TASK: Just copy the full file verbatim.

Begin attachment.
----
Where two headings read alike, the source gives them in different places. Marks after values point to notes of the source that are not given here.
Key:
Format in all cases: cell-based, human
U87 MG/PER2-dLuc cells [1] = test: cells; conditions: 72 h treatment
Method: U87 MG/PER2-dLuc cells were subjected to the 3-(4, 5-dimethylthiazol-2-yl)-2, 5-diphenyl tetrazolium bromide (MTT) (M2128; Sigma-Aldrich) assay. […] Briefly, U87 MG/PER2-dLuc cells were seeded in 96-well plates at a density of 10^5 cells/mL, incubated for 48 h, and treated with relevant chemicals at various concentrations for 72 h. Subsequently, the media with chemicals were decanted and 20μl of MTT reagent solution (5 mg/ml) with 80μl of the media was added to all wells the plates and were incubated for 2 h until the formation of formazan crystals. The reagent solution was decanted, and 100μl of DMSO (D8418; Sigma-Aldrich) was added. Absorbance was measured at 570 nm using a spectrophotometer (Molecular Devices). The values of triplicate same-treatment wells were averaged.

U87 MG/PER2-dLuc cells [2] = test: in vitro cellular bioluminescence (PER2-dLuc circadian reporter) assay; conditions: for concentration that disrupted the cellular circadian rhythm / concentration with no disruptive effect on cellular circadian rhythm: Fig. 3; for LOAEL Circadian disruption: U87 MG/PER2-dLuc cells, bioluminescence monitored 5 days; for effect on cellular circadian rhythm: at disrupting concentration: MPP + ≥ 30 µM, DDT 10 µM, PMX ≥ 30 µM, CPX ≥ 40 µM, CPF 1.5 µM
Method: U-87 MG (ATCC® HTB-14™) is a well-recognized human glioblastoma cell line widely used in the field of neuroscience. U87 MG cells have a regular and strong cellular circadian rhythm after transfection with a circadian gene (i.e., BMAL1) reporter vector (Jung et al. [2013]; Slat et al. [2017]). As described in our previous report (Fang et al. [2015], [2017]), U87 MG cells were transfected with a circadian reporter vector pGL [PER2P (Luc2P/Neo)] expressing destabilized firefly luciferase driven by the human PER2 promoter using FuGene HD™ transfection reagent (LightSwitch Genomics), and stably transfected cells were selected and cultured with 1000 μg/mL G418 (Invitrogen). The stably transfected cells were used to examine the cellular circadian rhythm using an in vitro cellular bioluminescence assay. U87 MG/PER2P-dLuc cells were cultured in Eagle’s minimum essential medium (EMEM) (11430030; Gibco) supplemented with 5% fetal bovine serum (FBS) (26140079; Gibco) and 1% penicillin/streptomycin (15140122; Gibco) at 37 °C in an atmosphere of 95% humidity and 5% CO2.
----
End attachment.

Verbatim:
Where two headings read alike, the source gives them in different places. Marks after values point to notes of the source that are not given here.
Key:
Format in all cases: cell-based, human
U87 MG/PER2-dLuc cells [1] = test: cells; conditions: 72 h treatment
Method: U87 MG/PER2-dLuc cells were subjected to the 3-(4, 5-dimethylthiazol-2-yl)-2, 5-diphenyl tetrazolium bromide (MTT) (M2128; Sigma-Aldrich) assay. […] Briefly, U87 MG/PER2-dLuc cells were seeded in 96-well plates at a density of 10^5 cells/mL, incubated for 48 h, and treated with relevant chemicals at various concentrations for 72 h. Subsequently, the media with chemicals were decanted and 20μl of MTT reagent solution (5 mg/ml) with 80μl of the media was added to all wells the plates and were incubated for 2 h until the formation of formazan crystals. The reagent solution was decanted, and 100μl of DMSO (D8418; Sigma-Aldrich) was added. Absorbance was measured at 570 nm using a spectrophotometer (Molecular Devices). The values of triplicate same-treatment wells were averaged.

U87 MG/PER2-dLuc cells [2] = test: in vitro cellular bioluminescence (PER2-dLuc circadian reporter) assay; conditions: for concentration that disrupted the cellular circadian rhythm / concentration with no disruptive effect on cellular circadian rhythm: Fig. 3; for LOAEL Circadian disruption: U87 MG/PER2-dLuc cells, bioluminescence monitored 5 days; for effect on cellular circadian rhythm: at disrupting concentration: MPP + ≥ 30 µM, DDT 10 µM, PMX ≥ 30 µM, CPX ≥ 40 µM, CPF 1.5 µM
Method: U-87 MG (ATCC® HTB-14™) is a well-recognized human glioblastoma cell line widely used in the field of neuroscience. U87 MG cells have a regular and strong cellular circadian rhythm after transfection with a circadian gene (i.e., BMAL1) reporter vector (Jung et al. [2013]; Slat et al. [2017]). As described in our previous report (Fang et al. [2015], [2017]), U87 MG cells were transfected with a circadian reporter vector pGL [PER2P (Luc2P/Neo)] expressing destabilized firefly luciferase driven by the human PER2 promoter using FuGene HD™ transfection reagent (LightSwitch Genomics), and stably transfected cells were selected and cultured with 1000 μg/mL G418 (Invitrogen). The stably transfected cells were used to examine the cellular circadian rhythm using an in vitro cellular bioluminescence assay. U87 MG/PER2P-dLuc cells were cultured in Eagle’s minimum essential medium (EMEM) (11430030; Gibco) supplemented with 5% fetal bovine serum (FBS) (26140079; Gibco) and 1% penicillin/streptomycin (15140122; Gibco) at 37 °C in an atmosphere of 95% humidity and 5% CO2.